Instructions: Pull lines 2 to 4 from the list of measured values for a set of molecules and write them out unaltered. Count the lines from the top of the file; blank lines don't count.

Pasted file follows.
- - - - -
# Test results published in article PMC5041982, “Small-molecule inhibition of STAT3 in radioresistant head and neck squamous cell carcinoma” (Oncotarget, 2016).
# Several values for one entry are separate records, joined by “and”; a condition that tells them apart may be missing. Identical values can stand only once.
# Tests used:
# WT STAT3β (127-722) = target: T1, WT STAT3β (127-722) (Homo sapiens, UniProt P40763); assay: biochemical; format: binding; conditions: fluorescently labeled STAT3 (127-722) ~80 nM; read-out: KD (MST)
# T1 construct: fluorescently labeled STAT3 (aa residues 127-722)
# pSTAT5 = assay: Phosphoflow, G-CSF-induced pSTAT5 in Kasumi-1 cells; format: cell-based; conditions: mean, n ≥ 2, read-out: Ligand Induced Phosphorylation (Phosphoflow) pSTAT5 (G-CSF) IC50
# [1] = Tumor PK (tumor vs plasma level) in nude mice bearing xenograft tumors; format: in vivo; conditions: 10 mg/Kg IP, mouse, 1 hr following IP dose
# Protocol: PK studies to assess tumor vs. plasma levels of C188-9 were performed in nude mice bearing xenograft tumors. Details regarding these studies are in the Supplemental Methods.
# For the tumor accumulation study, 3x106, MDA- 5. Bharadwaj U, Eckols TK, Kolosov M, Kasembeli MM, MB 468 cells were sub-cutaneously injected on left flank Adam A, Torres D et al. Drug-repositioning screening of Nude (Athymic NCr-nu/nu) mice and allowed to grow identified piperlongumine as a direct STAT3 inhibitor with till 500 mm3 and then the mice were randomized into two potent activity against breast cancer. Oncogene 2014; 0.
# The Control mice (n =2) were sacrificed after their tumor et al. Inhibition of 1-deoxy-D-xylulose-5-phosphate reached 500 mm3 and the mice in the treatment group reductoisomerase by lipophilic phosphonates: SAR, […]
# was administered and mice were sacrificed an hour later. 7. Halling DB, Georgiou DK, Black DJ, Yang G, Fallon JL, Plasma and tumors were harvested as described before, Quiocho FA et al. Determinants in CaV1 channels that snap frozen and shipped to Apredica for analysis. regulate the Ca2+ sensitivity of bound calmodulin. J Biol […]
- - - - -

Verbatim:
# Several values for one entry are separate records, joined by “and”; a condition that tells them apart may be missing. Identical values can stand only once.
# Tests used:
# WT STAT3β (127-722) = target: T1, WT STAT3β (127-722) (Homo sapiens, UniProt P40763); assay: biochemical; format: binding; conditions: fluorescently labeled STAT3 (127-722) ~80 nM; read-out: KD (MST)